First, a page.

He went on: “We’re all in there fighting; everybody’s desperate to get points. It is a tough part of the season where you can get unexpected results. There is so much football to be played still. “Teams are striving to get out of the bottom three and teams not in the bottom three are striving to push further away. “Everybody has objectives at this stage of the season, and as the games are ticked off it’s even more important you’re in the position you want to be in.” Norwich have just one win in 12 Premier League matches – against Everton last month – and one away success all season. The Canaries, who have kept nine clean sheets this term, to the delight of Hughton, have drawn four of their last six, including last week against Southampton when Grant Holt was unsuccessful with a late penalty. Hughton hopes to find a cutting edge and convert draws into wins to secure Norwich’s future more quickly. “We’ve tried to address that of late, but we’re striving to get balance,” Hughton said. “We have had a lot of clean sheets, which is really pleasing, but we’ve also had a few games where we’ve let in a few goals. On three occasions we’ve let five goals in.” Press Association The Canaries have 33 points ahead of tomorrow’s match at Sunderland and, in a congested lower half of the table, Hughton hopes his side control their own fate in the final nine matches of the season. “It’s about looking after your own business,” Hughton said. “You hope that if you’re able to get good enough results you don’t have to worry so much about other results.” Norwich boss Chris Hughton has called for his side to quickly accumulate the points required to ensure Barclays Premier League survival.
Comments Published on April 24, 2012 at 12:00 pm Contact David: email@example.com | @DBWilson2 Without All-American Liz Hogan in net, Gary Gait turned to a professional to mentor the inexperienced goaltenders tasked with filling her place.Gait hired Brett Queener, the goalie for the Hamilton Nationals of Major League Lacrosse, as a volunteer assistant on his Syracuse staff. And Queener went from playing for Gait and assistant coach Regy Thorpe last summer to coaching alongside them this spring.‘They lost their four-year starting goalie and needed some extra help,’ Queener said, ‘so they called me up.’Queener got the job because of his playing experience in net, which gives him intricate knowledge of nearly every position on the field. As a player in 2007, Queener helped guide Albany to the NCAA tournament quarterfinals before leading the Rochester Rattlers to win the 2008 Steinfeld Cup during his rookie season in the MLL. Queener’s resume made him an ideal choice to teach the young goaltending duo of Alyssa Costantino and Kelsey Richardson.Under Queener’s guidance, Costantino has compiled an impressive 12-1 record to help the No. 2 Orange (13-2, 6-0 Big East) emerge as one of the top teams in the country this season. Richardson has been a capable backup, playing in 12 of SU’s 15 games thus far.AdvertisementThis is placeholder text‘(He) brings a great focus to that goalie position,’ Gait said, ‘and I think it’s helped our goalies improve immensely.’The new Syracuse coach brings the perfect background to the team’s coaching staff. While he spent the majority of his time at Albany in net, he also had the versatility to join the Great Danes’ attack at times.His playing career was marked by numerous dazzling plays.In Queener’s first game with the Great Danes, the goaltender carried the ball the length of the field to score a goal against defending national champion Johns Hopkins. In man-up situations, Queener was even more of an offensive threat. The goalie would trade his wide-pocketed goalkeeper stick out for a short stick and join the attack.In three seasons at Albany, Queener scored five goals and tallied five assists while running the point on extra-man opportunities. The goalkeeper’s offensive prowess even earned him a spot as a forward on National League Lacrosse’s Boston Blazers. In three seasons with the Blazers, Queener has scored eight times.‘He’s not just a goalie. He plays field too, so he knows every little thing,’ Syracuse attack Michelle Tumolo said. ‘So even if he’s goalie coach he’ll tell me ‘do this’, or he’s an amazing trick shot shooter so he’ll tell me, ‘try to do this.”Queener and Tumolo often compete in trick shot competitions during practice.The Orange has reaped the benefits of some of these competitions with some highlight-reel goals. Against Rutgers, Tumolo used a hidden ball trick to set up a goal. Against Dartmouth, she sent a pass through four defenders that resulted in another score.Throughout his career, Queener was known as a high-energy player, making him the right fit to help coach the Orange’s fast-paced, high-intensity style of play. And he has brought that same mentality to the defense led by the goalies this year.‘He just brings like a lot of energy and he’s been helping us as defenders, too,’ SU defender Becca Block said. ‘And just making sure specific words that the goalies will say to us, that helps us.’His most profound effect has been on the defensive end, teaching the young goalies and helping them find their comfort zone.Costantino has transformed from a seldom-used freshman into the nation’s best goalie in terms of save percentage. As for Richardson, the freshman has posted a solid .509 save percentage.Both goalkeepers came to SU as highly touted recruits, but their lack of experience was the biggest question hanging over this season. Thanks in large part to Queener, those questions have been answered.‘Brett’s really helped out their confidence, both of them, a ton,’ Block said. ‘Now, I don’t even notice that they’re goalies that we haven’t been playing with for the past years.’firstname.lastname@example.org Facebook Twitter Google+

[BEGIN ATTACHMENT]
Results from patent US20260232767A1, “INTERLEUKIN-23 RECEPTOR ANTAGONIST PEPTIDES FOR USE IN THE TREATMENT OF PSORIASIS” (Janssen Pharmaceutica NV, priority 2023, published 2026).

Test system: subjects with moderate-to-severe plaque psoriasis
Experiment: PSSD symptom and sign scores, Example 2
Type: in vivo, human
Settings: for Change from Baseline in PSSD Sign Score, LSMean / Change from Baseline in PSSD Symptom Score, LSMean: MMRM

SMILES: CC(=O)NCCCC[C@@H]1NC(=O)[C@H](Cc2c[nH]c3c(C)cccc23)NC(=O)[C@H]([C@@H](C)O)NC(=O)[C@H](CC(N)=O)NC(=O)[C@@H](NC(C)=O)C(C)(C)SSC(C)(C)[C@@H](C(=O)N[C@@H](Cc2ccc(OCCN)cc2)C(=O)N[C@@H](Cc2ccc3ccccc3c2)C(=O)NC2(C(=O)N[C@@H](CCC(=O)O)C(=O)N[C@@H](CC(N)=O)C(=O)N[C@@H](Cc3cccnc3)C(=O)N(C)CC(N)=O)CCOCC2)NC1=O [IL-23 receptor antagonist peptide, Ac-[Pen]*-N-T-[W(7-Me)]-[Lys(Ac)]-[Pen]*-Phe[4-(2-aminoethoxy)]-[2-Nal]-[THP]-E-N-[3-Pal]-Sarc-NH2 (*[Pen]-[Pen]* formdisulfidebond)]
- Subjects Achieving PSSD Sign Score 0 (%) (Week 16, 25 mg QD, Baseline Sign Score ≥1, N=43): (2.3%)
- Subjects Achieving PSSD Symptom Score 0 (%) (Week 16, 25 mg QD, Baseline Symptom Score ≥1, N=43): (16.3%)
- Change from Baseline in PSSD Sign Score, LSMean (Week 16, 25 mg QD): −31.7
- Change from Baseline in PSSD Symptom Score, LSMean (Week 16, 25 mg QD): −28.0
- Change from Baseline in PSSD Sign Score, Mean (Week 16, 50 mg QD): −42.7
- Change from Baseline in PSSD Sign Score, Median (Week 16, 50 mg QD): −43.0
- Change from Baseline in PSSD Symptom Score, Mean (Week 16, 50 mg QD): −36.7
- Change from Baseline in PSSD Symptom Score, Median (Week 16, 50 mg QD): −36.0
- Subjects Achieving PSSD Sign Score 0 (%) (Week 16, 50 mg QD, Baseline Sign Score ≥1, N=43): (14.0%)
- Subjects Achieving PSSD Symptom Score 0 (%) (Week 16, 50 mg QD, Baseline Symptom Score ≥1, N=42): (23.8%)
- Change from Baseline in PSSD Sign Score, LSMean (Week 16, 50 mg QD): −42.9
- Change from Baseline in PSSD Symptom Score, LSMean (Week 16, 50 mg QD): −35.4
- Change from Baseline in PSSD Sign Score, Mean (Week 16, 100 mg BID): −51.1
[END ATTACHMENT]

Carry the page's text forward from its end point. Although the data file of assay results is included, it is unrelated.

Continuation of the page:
Published on March 20, 2018 at 11:19 pm Contact Eric: email@example.com Aviana Goode learned to high jump not on a track, but in her living room. Her mother, who first encouraged her to try running competitively, stood by her side as her coach.Goode had started hurdling and long jumping in third grade but needed to high jump to participate in a combined event at nationals, the only one she felt she could qualify for. And so Goode ended up repeatedly taking off from her living room floor and landing on her brother’s mattress in preparation.Now, Goode is among the best high jumpers in the ACC. She collected points and medaled with a sixth-place finish in the ACC Indoor Championships on Feb. 23. She’s also shined in the long jump, with a first-place finish at both the Crimson Elite on Feb. 2 and the Cornell Deneault Memorial on Feb. 17. In the 60-meter hurdles, her best finish was second in the Cornell Upstate Challenge on Jan. 20.Goode said she hasn’t felt pressured, despite being the only woman jumper. While much of SU’s points come from sprinters and distance runners, Goode is one of the few who adds to the tally in field events.“I knew I had to pull weight in long jump and high jump since I am the only jumper here, so I wasn’t too nervous about it,” she said. “I trained hard over the summer so I knew if I trained hard, I’d get good results.”AdvertisementThis is placeholder textGoode hopes to continue her success as the track season shifts from indoor to outdoor. Her coach, assistant Dave Hegland, said outdoor season is different in terms of logistics. He noted the main difference is being on the road for the month of April and having to fly the team to better weather in states like Florida and California. Still, Hegland said he believes most teams, no matter where they are located, have a transition period to work through as the seasons shift.“But we got a nice, robust schedule and plenty of meets before the championships,” he said. “Historically, those guys and girls have come out pretty ready to go on that first meet, even though it’s probably their first time outside since October.”Goode also noted that now outdoors, the runway for long jump will be flat instead of raised, and the number of hurdles goes from five to 10.“That one is always kind of frightening, especially for the first meet,” she said. “But after that you get your jitters out.”Goode, who’s from Bay Shore, New York, is no stranger to success outdoors. She said her favorite track memory came outdoors in Syracuse her sophomore year of high school, when she become a state champion. She hoped to parallel that success with a breakout year as a sophomore in college. And by medaling in the ACC Indoor Championships, she believes she has.Her teammate, senior Tia Thevenin, agrees. Thevenin highlighted Goode’s willingness to buy into the program and what the upperclassmen had to say when Goode arrived as freshman as reasons for her success.“She was kind of a perfect freshman in the sense that she’s so intuitive and so adaptive and whatever you tell her she’s going to do,” Thevenin said. “When you tell her ways to improve, she’s going to use it and she’s going to do it. I think it paid off, and it’s about time it showed.”Each of Goode’s three events require different approaches in terms of technique. But ultimately, she says, it all comes down to one mental exercise: visualization. No matter the event, Goode has to see herself clearing the hurdle, bar or leaping the proper distance.“For long jump, I just try to remember to bring my knees to my chest and keep my feet up in the air,” she said. “And for high jump I just try (the) same thing: lift my knees and just clear the bar.”Despite her high school championship win in Syracuse, Goode never seriously considered running for the university until the recruitment process. But ultimately, she found herself right where she belongs.“I never thought I would go to college in New York, I thought I was going to go outside,” she said. “But then once I came on campus, I was like, ‘Nah, this is the right place for me.’”As a versatile runner who can help the Orange in multiple areas, both inside and outdoors, she has proven it. Comments Facebook Twitter Google+